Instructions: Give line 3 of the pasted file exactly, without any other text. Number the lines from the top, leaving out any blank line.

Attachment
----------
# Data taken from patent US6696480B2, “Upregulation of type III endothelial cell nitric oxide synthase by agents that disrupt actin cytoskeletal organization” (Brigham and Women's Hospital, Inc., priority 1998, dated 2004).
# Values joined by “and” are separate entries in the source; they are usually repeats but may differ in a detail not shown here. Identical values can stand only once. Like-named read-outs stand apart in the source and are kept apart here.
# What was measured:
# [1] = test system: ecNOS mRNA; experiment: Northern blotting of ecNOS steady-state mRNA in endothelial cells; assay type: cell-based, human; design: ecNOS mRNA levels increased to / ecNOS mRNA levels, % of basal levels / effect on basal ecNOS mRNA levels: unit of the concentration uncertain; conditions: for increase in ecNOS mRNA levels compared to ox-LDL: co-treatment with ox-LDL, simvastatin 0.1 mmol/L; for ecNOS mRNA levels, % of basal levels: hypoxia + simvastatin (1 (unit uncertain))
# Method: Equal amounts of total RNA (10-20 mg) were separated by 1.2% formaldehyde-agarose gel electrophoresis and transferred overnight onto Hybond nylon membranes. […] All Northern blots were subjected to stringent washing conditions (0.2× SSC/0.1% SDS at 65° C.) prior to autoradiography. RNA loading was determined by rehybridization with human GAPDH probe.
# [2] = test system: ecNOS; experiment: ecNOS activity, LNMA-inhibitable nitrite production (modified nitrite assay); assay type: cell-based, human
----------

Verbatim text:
# What was measured: